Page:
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Spiderman would get his second chance in my mind to be shown in correct form when I was browsing the old classic TV channels one night. I was up real late, and should have went to sleep 5 hours ago. I was probably trying to catch another episode of “Secret Squirrel” when the masked hero suddenly popped up on the screen. I could have woke everyone up in the house with my laughter after I caught a glimpse of this show. No disrespect to the people that first tried to bring Spiderman to life, but man did this look like crap in my opinion. “This guy just throws a string around and catches villains?” I thought to myself. From the white stringed spider web to the funny mask of the costume, surely this cant be the best concepts of Spiderman they can come up with?
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spiderman christmas
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Spiderman Cartoon

Wednesday, May 10, 2006

Bugs Bunny Carrot

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Bugs Bunny thinks that Thanksgiving is for eating carrots. But it seems Yosamite Sam is more interested in eating rabbit. Wow. This is what Warner Bros cooked up for Thanksgiving? A clip show? Shit, we spend our hard earned cash on Marvin the Martian bendy straws and for Thanksgiving we get 5 minutes of original footage in return? For shame, WB. Where's your holiday spirit?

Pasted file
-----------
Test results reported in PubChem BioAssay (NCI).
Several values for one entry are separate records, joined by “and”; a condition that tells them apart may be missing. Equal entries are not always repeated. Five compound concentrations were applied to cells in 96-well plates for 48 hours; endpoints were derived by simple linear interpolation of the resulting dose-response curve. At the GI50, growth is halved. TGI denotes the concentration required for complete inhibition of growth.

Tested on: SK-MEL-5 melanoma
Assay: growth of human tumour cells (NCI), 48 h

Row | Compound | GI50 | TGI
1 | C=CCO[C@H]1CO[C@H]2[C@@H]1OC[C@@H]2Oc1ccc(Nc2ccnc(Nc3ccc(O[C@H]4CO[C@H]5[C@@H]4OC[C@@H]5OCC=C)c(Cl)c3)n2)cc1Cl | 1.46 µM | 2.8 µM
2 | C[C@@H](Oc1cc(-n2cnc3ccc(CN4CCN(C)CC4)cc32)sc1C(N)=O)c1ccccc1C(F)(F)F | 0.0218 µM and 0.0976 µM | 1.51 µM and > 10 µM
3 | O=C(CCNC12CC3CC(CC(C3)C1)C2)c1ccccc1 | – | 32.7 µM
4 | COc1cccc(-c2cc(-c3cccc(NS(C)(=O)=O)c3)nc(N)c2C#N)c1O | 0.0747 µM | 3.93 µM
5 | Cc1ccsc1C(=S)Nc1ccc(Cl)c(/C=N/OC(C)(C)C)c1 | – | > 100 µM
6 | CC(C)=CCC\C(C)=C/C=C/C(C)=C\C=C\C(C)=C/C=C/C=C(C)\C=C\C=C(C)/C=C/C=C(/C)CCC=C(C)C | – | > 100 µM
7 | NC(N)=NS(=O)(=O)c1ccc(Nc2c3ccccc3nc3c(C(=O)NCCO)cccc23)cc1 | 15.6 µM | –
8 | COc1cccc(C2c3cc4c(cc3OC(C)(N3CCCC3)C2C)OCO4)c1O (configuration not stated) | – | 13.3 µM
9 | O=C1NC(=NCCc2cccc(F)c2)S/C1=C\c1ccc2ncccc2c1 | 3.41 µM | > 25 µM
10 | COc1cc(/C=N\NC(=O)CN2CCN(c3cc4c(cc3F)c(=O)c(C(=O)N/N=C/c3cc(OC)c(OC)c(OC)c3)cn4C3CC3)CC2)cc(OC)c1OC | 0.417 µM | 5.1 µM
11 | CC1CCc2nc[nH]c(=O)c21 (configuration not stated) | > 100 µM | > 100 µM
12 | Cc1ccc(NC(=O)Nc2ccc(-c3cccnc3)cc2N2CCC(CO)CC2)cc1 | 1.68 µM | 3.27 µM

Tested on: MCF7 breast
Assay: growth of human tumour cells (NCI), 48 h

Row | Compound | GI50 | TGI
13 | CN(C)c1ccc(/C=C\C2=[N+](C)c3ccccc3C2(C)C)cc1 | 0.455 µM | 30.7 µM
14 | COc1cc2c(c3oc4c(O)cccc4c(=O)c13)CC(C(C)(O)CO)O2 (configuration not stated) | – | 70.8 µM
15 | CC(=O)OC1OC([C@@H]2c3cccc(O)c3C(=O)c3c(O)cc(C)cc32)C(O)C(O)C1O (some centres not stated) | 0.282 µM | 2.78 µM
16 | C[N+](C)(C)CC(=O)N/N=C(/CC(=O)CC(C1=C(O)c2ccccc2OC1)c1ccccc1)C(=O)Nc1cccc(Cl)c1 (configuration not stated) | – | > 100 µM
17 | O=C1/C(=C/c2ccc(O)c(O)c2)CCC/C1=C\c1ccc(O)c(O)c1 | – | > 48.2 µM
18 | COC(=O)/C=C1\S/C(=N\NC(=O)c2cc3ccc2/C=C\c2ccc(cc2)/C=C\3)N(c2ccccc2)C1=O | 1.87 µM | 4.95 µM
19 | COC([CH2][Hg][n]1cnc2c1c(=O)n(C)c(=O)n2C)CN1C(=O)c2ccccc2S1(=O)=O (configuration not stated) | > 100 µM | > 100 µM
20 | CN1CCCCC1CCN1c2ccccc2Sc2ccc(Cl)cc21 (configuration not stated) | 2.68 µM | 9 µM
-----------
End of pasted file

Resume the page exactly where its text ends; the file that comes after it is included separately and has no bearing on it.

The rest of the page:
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Who does the voice of bugs bunny

When Mel Blanc passed away, the folks at Warner Brothers ran a touching double-truck color ad showing Bugs Bunny, Daffy Duck, Porky Pig, Foghorn Leghorn, Tweety, Sylvester, Yosemite Sam and a few others, all with heads bowed and voices stilled. They, along with the Flintstones' Barney Rubble, were the most famous of his much publicized "thousand voices."

In truth, Mel probably didn't have a thousand voices or even a hundred. But he had plenty and an amazing percentage of them gave breath to classic cartoon characters in very funny films. The great skill of Mel Blanc was as an actor: It is one thing to affect a funny voice — quite another to mold a coherent, believable characterization with it and to wring every drop of humor out of every line.

He had to be good. When he wasn't doing cartoons, he was dashing from mike to mike in the studios that broadcast the top network comedy radio programs. Appearing on The Jack Benny Program, as Mel did for a couple of decades, was like playing second for the Yankees at their prime.

Mel was the first great cartoon voice actor and, in many ways, the best. Daws Butler perhaps had superior technique, and Paul Frees may have been more versatile — but Mel was the guy who made it an art. He showed everyone how it should be done, back when nobody knew how it should be done. There are around fifty good reasons why those classic WB cartoons will live forever, and Mel Blanc is at least a dozen of those reasons.

Who does the voice of bugs bunny